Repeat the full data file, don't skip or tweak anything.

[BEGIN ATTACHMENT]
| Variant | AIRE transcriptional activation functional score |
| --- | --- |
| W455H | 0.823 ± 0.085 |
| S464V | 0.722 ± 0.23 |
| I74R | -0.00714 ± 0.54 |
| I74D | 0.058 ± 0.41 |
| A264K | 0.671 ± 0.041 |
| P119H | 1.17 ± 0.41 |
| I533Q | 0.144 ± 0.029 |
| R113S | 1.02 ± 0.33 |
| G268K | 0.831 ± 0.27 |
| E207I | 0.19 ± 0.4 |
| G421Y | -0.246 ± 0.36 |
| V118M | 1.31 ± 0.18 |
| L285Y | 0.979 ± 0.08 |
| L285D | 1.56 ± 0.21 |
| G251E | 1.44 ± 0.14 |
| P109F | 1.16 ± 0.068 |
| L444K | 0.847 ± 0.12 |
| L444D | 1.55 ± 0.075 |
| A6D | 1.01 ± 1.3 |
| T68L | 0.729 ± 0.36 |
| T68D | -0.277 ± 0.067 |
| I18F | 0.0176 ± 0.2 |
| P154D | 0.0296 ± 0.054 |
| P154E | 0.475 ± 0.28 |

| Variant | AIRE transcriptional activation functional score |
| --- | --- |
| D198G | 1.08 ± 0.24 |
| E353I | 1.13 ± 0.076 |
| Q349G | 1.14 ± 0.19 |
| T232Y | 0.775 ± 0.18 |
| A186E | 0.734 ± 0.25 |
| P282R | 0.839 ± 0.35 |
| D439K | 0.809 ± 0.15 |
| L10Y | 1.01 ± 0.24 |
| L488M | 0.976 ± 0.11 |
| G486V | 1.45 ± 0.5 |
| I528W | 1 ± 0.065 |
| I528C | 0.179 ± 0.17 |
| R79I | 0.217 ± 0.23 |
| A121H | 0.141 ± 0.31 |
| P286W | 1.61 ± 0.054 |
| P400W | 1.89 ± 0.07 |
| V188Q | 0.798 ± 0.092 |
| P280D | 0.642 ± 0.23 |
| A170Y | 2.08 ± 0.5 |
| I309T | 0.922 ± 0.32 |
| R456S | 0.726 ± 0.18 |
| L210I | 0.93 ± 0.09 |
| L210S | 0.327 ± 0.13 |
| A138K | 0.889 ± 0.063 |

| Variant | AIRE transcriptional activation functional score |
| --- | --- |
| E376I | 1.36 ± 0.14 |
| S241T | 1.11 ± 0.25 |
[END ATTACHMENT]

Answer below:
| Variant | AIRE transcriptional activation functional score |
| --- | --- |
| W455H | 0.823 ± 0.085 |
| S464V | 0.722 ± 0.23 |
| I74R | -0.00714 ± 0.54 |
| I74D | 0.058 ± 0.41 |
| A264K | 0.671 ± 0.041 |
| P119H | 1.17 ± 0.41 |
| I533Q | 0.144 ± 0.029 |
| R113S | 1.02 ± 0.33 |
| G268K | 0.831 ± 0.27 |
| E207I | 0.19 ± 0.4 |
| G421Y | -0.246 ± 0.36 |
| V118M | 1.31 ± 0.18 |
| L285Y | 0.979 ± 0.08 |
| L285D | 1.56 ± 0.21 |
| G251E | 1.44 ± 0.14 |
| P109F | 1.16 ± 0.068 |
| L444K | 0.847 ± 0.12 |
| L444D | 1.55 ± 0.075 |
| A6D | 1.01 ± 1.3 |
| T68L | 0.729 ± 0.36 |
| T68D | -0.277 ± 0.067 |
| I18F | 0.0176 ± 0.2 |
| P154D | 0.0296 ± 0.054 |
| P154E | 0.475 ± 0.28 |

| Variant | AIRE transcriptional activation functional score |
| --- | --- |
| D198G | 1.08 ± 0.24 |
| E353I | 1.13 ± 0.076 |
| Q349G | 1.14 ± 0.19 |
| T232Y | 0.775 ± 0.18 |
| A186E | 0.734 ± 0.25 |
| P282R | 0.839 ± 0.35 |
| D439K | 0.809 ± 0.15 |
| L10Y | 1.01 ± 0.24 |
| L488M | 0.976 ± 0.11 |
| G486V | 1.45 ± 0.5 |
| I528W | 1 ± 0.065 |
| I528C | 0.179 ± 0.17 |
| R79I | 0.217 ± 0.23 |
| A121H | 0.141 ± 0.31 |
| P286W | 1.61 ± 0.054 |
| P400W | 1.89 ± 0.07 |
| V188Q | 0.798 ± 0.092 |
| P280D | 0.642 ± 0.23 |
| A170Y | 2.08 ± 0.5 |
| I309T | 0.922 ± 0.32 |
| R456S | 0.726 ± 0.18 |
| L210I | 0.93 ± 0.09 |
| L210S | 0.327 ± 0.13 |
| A138K | 0.889 ± 0.063 |

| Variant | AIRE transcriptional activation functional score |
| --- | --- |
| E376I | 1.36 ± 0.14 |
| S241T | 1.11 ± 0.25 |